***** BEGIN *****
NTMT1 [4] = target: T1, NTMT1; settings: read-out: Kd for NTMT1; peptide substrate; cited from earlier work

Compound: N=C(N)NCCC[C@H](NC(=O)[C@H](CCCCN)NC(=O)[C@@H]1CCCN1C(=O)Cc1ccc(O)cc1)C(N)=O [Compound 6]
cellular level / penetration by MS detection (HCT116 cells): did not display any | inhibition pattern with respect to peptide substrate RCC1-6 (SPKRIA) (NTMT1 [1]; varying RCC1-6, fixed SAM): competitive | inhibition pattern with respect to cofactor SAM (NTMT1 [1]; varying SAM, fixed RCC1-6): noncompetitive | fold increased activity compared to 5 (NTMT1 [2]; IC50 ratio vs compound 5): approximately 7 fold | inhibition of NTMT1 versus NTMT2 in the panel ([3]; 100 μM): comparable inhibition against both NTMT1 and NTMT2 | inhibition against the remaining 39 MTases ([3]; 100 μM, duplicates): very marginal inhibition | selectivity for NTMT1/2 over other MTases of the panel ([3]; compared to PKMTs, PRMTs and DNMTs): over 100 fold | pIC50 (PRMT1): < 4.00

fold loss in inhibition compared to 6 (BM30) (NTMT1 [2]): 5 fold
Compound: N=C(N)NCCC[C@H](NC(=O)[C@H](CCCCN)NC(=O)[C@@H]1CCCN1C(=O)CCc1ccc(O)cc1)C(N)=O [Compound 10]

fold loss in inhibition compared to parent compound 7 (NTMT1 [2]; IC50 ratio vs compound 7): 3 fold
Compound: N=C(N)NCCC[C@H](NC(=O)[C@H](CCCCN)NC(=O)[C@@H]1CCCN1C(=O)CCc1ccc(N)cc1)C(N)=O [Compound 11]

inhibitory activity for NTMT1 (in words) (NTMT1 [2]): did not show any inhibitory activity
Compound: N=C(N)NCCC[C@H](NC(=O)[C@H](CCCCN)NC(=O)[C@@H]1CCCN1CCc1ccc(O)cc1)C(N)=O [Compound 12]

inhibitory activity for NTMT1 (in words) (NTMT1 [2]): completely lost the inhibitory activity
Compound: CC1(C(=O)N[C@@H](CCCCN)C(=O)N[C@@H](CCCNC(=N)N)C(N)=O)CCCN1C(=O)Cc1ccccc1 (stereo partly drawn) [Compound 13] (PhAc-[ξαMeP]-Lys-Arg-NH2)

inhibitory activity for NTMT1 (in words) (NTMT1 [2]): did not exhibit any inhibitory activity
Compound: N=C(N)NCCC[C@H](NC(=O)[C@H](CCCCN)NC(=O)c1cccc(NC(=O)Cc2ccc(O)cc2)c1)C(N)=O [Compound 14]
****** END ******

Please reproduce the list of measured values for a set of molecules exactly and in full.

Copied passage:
NTMT1 [4] = target: T1, NTMT1; settings: read-out: Kd for NTMT1; peptide substrate; cited from earlier work

Compound: N=C(N)NCCC[C@H](NC(=O)[C@H](CCCCN)NC(=O)[C@@H]1CCCN1C(=O)Cc1ccc(O)cc1)C(N)=O [Compound 6]
cellular level / penetration by MS detection (HCT116 cells): did not display any | inhibition pattern with respect to peptide substrate RCC1-6 (SPKRIA) (NTMT1 [1]; varying RCC1-6, fixed SAM): competitive | inhibition pattern with respect to cofactor SAM (NTMT1 [1]; varying SAM, fixed RCC1-6): noncompetitive | fold increased activity compared to 5 (NTMT1 [2]; IC50 ratio vs compound 5): approximately 7 fold | inhibition of NTMT1 versus NTMT2 in the panel ([3]; 100 μM): comparable inhibition against both NTMT1 and NTMT2 | inhibition against the remaining 39 MTases ([3]; 100 μM, duplicates): very marginal inhibition | selectivity for NTMT1/2 over other MTases of the panel ([3]; compared to PKMTs, PRMTs and DNMTs): over 100 fold | pIC50 (PRMT1): < 4.00

fold loss in inhibition compared to 6 (BM30) (NTMT1 [2]): 5 fold
Compound: N=C(N)NCCC[C@H](NC(=O)[C@H](CCCCN)NC(=O)[C@@H]1CCCN1C(=O)CCc1ccc(O)cc1)C(N)=O [Compound 10]

fold loss in inhibition compared to parent compound 7 (NTMT1 [2]; IC50 ratio vs compound 7): 3 fold
Compound: N=C(N)NCCC[C@H](NC(=O)[C@H](CCCCN)NC(=O)[C@@H]1CCCN1C(=O)CCc1ccc(N)cc1)C(N)=O [Compound 11]

inhibitory activity for NTMT1 (in words) (NTMT1 [2]): did not show any inhibitory activity
Compound: N=C(N)NCCC[C@H](NC(=O)[C@H](CCCCN)NC(=O)[C@@H]1CCCN1CCc1ccc(O)cc1)C(N)=O [Compound 12]

inhibitory activity for NTMT1 (in words) (NTMT1 [2]): completely lost the inhibitory activity
Compound: CC1(C(=O)N[C@@H](CCCCN)C(=O)N[C@@H](CCCNC(=N)N)C(N)=O)CCCN1C(=O)Cc1ccccc1 (stereo partly drawn) [Compound 13] (PhAc-[ξαMeP]-Lys-Arg-NH2)

inhibitory activity for NTMT1 (in words) (NTMT1 [2]): did not exhibit any inhibitory activity
Compound: N=C(N)NCCC[C@H](NC(=O)[C@H](CCCCN)NC(=O)c1cccc(NC(=O)Cc2ccc(O)cc2)c1)C(N)=O [Compound 14]